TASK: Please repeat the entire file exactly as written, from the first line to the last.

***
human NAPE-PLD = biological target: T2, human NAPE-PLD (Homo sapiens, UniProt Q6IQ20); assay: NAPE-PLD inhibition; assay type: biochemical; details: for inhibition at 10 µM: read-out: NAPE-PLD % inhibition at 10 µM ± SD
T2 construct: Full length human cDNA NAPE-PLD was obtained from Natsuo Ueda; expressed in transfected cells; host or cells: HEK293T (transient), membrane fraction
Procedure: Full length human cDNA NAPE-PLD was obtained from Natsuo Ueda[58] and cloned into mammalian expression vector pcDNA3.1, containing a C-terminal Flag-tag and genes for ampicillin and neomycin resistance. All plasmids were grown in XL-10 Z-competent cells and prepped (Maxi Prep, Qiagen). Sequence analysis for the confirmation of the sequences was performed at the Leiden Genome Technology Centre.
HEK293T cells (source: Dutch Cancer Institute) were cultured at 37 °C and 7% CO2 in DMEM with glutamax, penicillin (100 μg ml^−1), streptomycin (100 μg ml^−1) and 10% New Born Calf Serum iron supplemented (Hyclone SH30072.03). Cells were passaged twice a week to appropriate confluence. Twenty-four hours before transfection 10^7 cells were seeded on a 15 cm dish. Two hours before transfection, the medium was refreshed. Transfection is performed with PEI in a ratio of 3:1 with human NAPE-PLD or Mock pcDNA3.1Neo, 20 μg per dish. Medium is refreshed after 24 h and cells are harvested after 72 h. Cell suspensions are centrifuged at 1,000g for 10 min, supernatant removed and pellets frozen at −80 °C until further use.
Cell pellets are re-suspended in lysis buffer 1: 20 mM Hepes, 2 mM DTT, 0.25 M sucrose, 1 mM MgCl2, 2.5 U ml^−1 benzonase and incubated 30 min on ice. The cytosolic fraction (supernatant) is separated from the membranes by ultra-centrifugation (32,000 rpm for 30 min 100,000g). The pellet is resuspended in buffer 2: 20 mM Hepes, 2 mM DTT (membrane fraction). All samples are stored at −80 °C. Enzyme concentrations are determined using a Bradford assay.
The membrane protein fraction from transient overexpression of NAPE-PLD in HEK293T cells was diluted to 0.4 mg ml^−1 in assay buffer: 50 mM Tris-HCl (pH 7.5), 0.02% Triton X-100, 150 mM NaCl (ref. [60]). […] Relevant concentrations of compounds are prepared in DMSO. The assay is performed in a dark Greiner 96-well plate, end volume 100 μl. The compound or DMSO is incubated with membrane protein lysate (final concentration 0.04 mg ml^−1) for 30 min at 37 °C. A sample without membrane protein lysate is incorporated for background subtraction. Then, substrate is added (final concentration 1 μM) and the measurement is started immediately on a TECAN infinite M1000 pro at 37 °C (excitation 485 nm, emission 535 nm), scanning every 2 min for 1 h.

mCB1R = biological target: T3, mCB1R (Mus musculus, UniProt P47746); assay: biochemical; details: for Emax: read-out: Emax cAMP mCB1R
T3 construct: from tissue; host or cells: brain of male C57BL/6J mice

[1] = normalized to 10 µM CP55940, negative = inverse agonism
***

human NAPE-PLD = biological target: T2, human NAPE-PLD (Homo sapiens, UniProt Q6IQ20); assay: NAPE-PLD inhibition; assay type: biochemical; details: for inhibition at 10 µM: read-out: NAPE-PLD % inhibition at 10 µM ± SD
T2 construct: Full length human cDNA NAPE-PLD was obtained from Natsuo Ueda; expressed in transfected cells; host or cells: HEK293T (transient), membrane fraction
Procedure: Full length human cDNA NAPE-PLD was obtained from Natsuo Ueda[58] and cloned into mammalian expression vector pcDNA3.1, containing a C-terminal Flag-tag and genes for ampicillin and neomycin resistance. All plasmids were grown in XL-10 Z-competent cells and prepped (Maxi Prep, Qiagen). Sequence analysis for the confirmation of the sequences was performed at the Leiden Genome Technology Centre.
HEK293T cells (source: Dutch Cancer Institute) were cultured at 37 °C and 7% CO2 in DMEM with glutamax, penicillin (100 μg ml^−1), streptomycin (100 μg ml^−1) and 10% New Born Calf Serum iron supplemented (Hyclone SH30072.03). Cells were passaged twice a week to appropriate confluence. Twenty-four hours before transfection 10^7 cells were seeded on a 15 cm dish. Two hours before transfection, the medium was refreshed. Transfection is performed with PEI in a ratio of 3:1 with human NAPE-PLD or Mock pcDNA3.1Neo, 20 μg per dish. Medium is refreshed after 24 h and cells are harvested after 72 h. Cell suspensions are centrifuged at 1,000g for 10 min, supernatant removed and pellets frozen at −80 °C until further use.
Cell pellets are re-suspended in lysis buffer 1: 20 mM Hepes, 2 mM DTT, 0.25 M sucrose, 1 mM MgCl2, 2.5 U ml^−1 benzonase and incubated 30 min on ice. The cytosolic fraction (supernatant) is separated from the membranes by ultra-centrifugation (32,000 rpm for 30 min 100,000g). The pellet is resuspended in buffer 2: 20 mM Hepes, 2 mM DTT (membrane fraction). All samples are stored at −80 °C. Enzyme concentrations are determined using a Bradford assay.
The membrane protein fraction from transient overexpression of NAPE-PLD in HEK293T cells was diluted to 0.4 mg ml^−1 in assay buffer: 50 mM Tris-HCl (pH 7.5), 0.02% Triton X-100, 150 mM NaCl (ref. [60]). […] Relevant concentrations of compounds are prepared in DMSO. The assay is performed in a dark Greiner 96-well plate, end volume 100 μl. The compound or DMSO is incubated with membrane protein lysate (final concentration 0.04 mg ml^−1) for 30 min at 37 °C. A sample without membrane protein lysate is incorporated for background subtraction. Then, substrate is added (final concentration 1 μM) and the measurement is started immediately on a TECAN infinite M1000 pro at 37 °C (excitation 485 nm, emission 535 nm), scanning every 2 min for 1 h.

mCB1R = biological target: T3, mCB1R (Mus musculus, UniProt P47746); assay: biochemical; details: for Emax: read-out: Emax cAMP mCB1R
T3 construct: from tissue; host or cells: brain of male C57BL/6J mice

[1] = normalized to 10 µM CP55940, negative = inverse agonism